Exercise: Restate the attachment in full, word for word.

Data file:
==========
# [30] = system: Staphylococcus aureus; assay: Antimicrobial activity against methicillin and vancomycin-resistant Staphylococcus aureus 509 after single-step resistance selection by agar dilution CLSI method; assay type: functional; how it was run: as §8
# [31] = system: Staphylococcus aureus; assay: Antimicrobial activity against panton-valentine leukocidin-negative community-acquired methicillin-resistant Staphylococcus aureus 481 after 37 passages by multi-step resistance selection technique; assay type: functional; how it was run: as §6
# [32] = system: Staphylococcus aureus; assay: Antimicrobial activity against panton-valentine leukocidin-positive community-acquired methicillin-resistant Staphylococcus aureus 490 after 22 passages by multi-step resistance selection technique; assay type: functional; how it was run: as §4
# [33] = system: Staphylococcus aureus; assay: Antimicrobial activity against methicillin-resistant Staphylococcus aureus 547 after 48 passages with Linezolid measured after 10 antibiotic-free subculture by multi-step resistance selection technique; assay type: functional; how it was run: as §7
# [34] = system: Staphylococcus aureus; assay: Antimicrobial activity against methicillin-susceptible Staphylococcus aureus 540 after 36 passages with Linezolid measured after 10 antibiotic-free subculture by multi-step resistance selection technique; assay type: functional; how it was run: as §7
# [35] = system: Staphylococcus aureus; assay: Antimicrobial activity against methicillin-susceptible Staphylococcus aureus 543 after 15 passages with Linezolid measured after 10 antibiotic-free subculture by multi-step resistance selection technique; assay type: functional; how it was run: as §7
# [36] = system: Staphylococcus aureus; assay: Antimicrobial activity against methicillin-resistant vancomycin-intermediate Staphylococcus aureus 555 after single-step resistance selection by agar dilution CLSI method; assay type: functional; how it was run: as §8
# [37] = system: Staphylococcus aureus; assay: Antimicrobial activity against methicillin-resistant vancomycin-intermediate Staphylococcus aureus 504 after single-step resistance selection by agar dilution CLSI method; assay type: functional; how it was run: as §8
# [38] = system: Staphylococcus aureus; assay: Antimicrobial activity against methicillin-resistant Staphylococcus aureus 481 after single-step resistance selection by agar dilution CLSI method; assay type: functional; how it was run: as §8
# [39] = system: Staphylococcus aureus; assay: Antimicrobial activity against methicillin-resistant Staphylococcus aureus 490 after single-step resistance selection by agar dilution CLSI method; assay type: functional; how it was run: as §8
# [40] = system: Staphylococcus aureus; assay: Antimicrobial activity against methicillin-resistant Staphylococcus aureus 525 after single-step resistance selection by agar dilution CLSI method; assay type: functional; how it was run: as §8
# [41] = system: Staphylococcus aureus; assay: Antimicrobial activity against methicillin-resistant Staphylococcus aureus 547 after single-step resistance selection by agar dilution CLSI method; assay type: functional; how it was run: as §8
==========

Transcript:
# [30] = system: Staphylococcus aureus; assay: Antimicrobial activity against methicillin and vancomycin-resistant Staphylococcus aureus 509 after single-step resistance selection by agar dilution CLSI method; assay type: functional; how it was run: as §8
# [31] = system: Staphylococcus aureus; assay: Antimicrobial activity against panton-valentine leukocidin-negative community-acquired methicillin-resistant Staphylococcus aureus 481 after 37 passages by multi-step resistance selection technique; assay type: functional; how it was run: as §6
# [32] = system: Staphylococcus aureus; assay: Antimicrobial activity against panton-valentine leukocidin-positive community-acquired methicillin-resistant Staphylococcus aureus 490 after 22 passages by multi-step resistance selection technique; assay type: functional; how it was run: as §4
# [33] = system: Staphylococcus aureus; assay: Antimicrobial activity against methicillin-resistant Staphylococcus aureus 547 after 48 passages with Linezolid measured after 10 antibiotic-free subculture by multi-step resistance selection technique; assay type: functional; how it was run: as §7
# [34] = system: Staphylococcus aureus; assay: Antimicrobial activity against methicillin-susceptible Staphylococcus aureus 540 after 36 passages with Linezolid measured after 10 antibiotic-free subculture by multi-step resistance selection technique; assay type: functional; how it was run: as §7
# [35] = system: Staphylococcus aureus; assay: Antimicrobial activity against methicillin-susceptible Staphylococcus aureus 543 after 15 passages with Linezolid measured after 10 antibiotic-free subculture by multi-step resistance selection technique; assay type: functional; how it was run: as §7
# [36] = system: Staphylococcus aureus; assay: Antimicrobial activity against methicillin-resistant vancomycin-intermediate Staphylococcus aureus 555 after single-step resistance selection by agar dilution CLSI method; assay type: functional; how it was run: as §8
# [37] = system: Staphylococcus aureus; assay: Antimicrobial activity against methicillin-resistant vancomycin-intermediate Staphylococcus aureus 504 after single-step resistance selection by agar dilution CLSI method; assay type: functional; how it was run: as §8
# [38] = system: Staphylococcus aureus; assay: Antimicrobial activity against methicillin-resistant Staphylococcus aureus 481 after single-step resistance selection by agar dilution CLSI method; assay type: functional; how it was run: as §8
# [39] = system: Staphylococcus aureus; assay: Antimicrobial activity against methicillin-resistant Staphylococcus aureus 490 after single-step resistance selection by agar dilution CLSI method; assay type: functional; how it was run: as §8
# [40] = system: Staphylococcus aureus; assay: Antimicrobial activity against methicillin-resistant Staphylococcus aureus 525 after single-step resistance selection by agar dilution CLSI method; assay type: functional; how it was run: as §8
# [41] = system: Staphylococcus aureus; assay: Antimicrobial activity against methicillin-resistant Staphylococcus aureus 547 after single-step resistance selection by agar dilution CLSI method; assay type: functional; how it was run: as §8